The Downers Grove Author Festival was Thursday and Friday of last week, and it was exhausting but exhilarating. With several other authors, I spoke at O’Neill Middle School, Henry Puffer School, Herrick Middle School, Pierce Downer School, and Lester School. The event wound up on Friday night with book signings at the Downers Grove Public Library. Thanks to Gwen Box, Lara Vazquez, and the countless others who made it possible!

The above is not the only fan art I received while speaking at the Downers Grove schools. Selma of Lester School drew this fun cartoon of Jo facing Fiona in the Dome of Doom, each in their costume armor as Aznath, the Silver Kitten of Deceit and Ichthala, the All-Devouring Mother respectively:

Thanks a million, Selma! (I love the discombobulated look on Jo’s face . . . ) And here’s a rather nightmarish, conceptual take on the Ken Kiang introduction chapter, in which Ken Kiang sells his soul “to any supernatural being who cared to bid on it,” in one case for as low a price as a bag of barbecue-flavored potato chips. It’s by Aidan, also from Lester School:

Kind of chillingly maniacal! Is Ken Kiang transferring his soul to the balloon-like devil head via a homunculus-sized version of his own head, or . . . ? There’s some intriguing theological territory to excavate here.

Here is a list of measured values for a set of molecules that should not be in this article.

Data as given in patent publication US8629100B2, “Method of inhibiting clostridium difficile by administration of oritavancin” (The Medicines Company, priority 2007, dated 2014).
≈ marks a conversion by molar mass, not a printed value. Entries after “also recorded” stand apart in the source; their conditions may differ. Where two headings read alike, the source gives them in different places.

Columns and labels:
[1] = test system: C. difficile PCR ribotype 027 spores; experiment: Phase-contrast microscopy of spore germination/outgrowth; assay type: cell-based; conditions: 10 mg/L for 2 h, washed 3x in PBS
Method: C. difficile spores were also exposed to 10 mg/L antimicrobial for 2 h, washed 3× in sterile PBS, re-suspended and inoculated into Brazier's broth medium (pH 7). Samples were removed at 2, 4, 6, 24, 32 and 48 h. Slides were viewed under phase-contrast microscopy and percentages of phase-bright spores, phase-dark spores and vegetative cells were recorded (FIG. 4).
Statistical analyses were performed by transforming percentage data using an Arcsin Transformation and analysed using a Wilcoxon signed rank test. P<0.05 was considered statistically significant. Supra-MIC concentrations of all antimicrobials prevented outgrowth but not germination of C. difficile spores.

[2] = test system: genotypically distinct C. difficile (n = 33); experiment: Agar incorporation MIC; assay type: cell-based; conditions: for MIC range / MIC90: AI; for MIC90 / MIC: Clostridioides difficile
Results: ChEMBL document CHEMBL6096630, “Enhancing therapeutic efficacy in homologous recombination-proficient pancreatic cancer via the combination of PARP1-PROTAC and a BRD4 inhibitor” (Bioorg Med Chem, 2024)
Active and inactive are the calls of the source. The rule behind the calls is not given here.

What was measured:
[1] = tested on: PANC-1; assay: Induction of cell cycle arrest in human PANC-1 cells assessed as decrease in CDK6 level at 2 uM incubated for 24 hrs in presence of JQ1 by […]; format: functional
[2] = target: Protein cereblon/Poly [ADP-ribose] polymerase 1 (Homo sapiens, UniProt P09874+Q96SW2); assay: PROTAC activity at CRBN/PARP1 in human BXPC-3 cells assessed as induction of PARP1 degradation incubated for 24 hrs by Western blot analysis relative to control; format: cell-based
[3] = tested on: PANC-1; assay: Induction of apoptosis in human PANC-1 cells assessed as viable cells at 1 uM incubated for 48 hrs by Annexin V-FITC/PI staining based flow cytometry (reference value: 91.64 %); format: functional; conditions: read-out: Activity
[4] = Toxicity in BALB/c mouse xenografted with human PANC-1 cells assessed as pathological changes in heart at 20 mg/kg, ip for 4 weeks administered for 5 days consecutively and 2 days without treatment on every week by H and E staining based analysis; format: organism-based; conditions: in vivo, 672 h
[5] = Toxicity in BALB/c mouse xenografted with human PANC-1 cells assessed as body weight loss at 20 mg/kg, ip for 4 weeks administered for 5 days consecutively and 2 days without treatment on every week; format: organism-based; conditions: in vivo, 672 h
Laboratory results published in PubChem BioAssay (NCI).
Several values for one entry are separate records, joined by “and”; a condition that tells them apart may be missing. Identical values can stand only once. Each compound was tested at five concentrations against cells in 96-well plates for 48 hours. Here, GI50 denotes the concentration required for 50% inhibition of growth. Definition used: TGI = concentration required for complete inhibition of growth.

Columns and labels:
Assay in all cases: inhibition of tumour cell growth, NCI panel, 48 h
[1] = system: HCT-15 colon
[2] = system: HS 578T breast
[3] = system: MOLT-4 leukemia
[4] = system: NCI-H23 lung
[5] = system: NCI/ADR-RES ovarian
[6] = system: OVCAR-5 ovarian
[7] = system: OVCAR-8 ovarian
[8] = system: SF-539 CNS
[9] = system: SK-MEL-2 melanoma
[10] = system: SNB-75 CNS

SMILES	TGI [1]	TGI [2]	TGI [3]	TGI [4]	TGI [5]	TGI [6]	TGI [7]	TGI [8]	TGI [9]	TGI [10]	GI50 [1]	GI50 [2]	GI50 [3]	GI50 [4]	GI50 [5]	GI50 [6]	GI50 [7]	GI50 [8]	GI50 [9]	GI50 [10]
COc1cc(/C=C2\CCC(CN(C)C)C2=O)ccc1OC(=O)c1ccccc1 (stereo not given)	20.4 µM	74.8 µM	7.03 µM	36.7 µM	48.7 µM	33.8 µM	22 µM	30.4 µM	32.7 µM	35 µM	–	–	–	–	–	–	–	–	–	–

And finally, here’s a choice Commissioner Olvershaw, by Ben of Lester School:

I have to admit, I feel this guy’s eyes follow me around the room. I keep the paper face down. At any rate, I received much more art than just this―but too much to include it all in one post! I certainly appreciated it all. Thanks, Downers Grove, for a great couple days!

As for the Portland screening of the 90-Second Newbery Film Festival: the deadline for submitting films has passed, and I am now going through them! I’ll feature as many as I can on the blog in these next two weeks leading up to the 90-Second Newbery screening on March 3 in Portland. Thanks everyone who submitted!